Delegation of the European Union to Lebanon

India, a key partner for Europe

16/07/2020 - 19:13
From the blog

On Wednesday, I participated, together with Presidents Charles Michel and Ursula von der Leyen, in the 15th EU-India Summit with Indian Prime Minister Narendra Modi via VTC. The Summit was originally supposed to take place in person, in Brussels, back in March. Now, 4 months on, the context in which we held the Summit has vastly changed: the covid-19 pandemic has affected us all. We live in a world increasingly dominated by the strategic rivalry between China and the United States where multilateralism is under siege. We have often stressed that, in this context, Europe must go its own way and be at the forefront of those who want not only to save multilateralism but to strengthen it. 

 

India can help Europe save multilateralism

In this respect, India can obviously become an important partner for us with its almost 1.4 billion inhabitants, its economic dynamism, particularly in sectors such as information technology or pharmaceuticals, and its growing international role, not only regionally but also increasingly globally.

In January this year, my first visit outside the European Union in my capacity as High Representative took me to India. I met with India’s Prime Minister Narendra Modi and the Ministers of External Affairs and of Defence and addressed the annual Raisina Dialogue at its closing ceremony. We discussed global uncertainties, growing US-China tensions and increasing assertiveness from China.

 

Climate change, peace, maritime security, digitalisation, water management, renewable energy or disaster risks… India and Europe converge on a great number of issues

 

The pandemic has accelerated and strengthened those trends. Covid-19 requires a global response, international cooperation and solidarity. With our Indian partners, we discussed on Wednesday vaccine development, strengthening multilateral institutions, and a swift and green global economic recovery. The Summit was also the occasion for both sides to discuss EU-India bilateral relations and regional and security issues.

Our positions converge on a great number of multilateral issues, such as climate change, peace and stability, maritime security, digitalisation, water management, renewable energy or disaster risk reduction, as demonstrated by the Summit Joint Statement.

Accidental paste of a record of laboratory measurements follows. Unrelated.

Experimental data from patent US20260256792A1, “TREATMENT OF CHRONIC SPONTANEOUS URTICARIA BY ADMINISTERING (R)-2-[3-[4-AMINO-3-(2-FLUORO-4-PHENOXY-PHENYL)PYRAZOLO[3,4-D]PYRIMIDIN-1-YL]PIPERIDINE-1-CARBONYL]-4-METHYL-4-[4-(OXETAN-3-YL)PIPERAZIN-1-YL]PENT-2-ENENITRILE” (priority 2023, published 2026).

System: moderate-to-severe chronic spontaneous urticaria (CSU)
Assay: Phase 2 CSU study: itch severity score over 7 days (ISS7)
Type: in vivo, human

India is acknowledging that the EU is a key political partner, and we believe India has an important global role to play

 

India is increasingly acknowledging that the EU is becoming a key political partner, and we believe India has an important global role to play; this is why we welcomed its recent election as non-permanent member of the UN Security Council for 2021-22 and India’s Presidency of the G20 in 2022.

 

Work together to reform the WTO

In this context, one of our urgent tasks is to work together to reform the WTO, which is under increasing strain if its Members do not genuinely come together to shore it up. However, we need also to improve our bilateral trade relations. During the Summit we agreed on establishing a High Level Dialogue to move forward on an investment protection and trade agreement.

During my visit to New Delhi in January, I made it clear that the EU intended to forge closer ties with India, as part of a strategy of working with like-minded partners to renew multilateralism. Covid-19 fallout reinforces my conviction that this should be one of the top priorities of the European Union in the years ahead.

 

 

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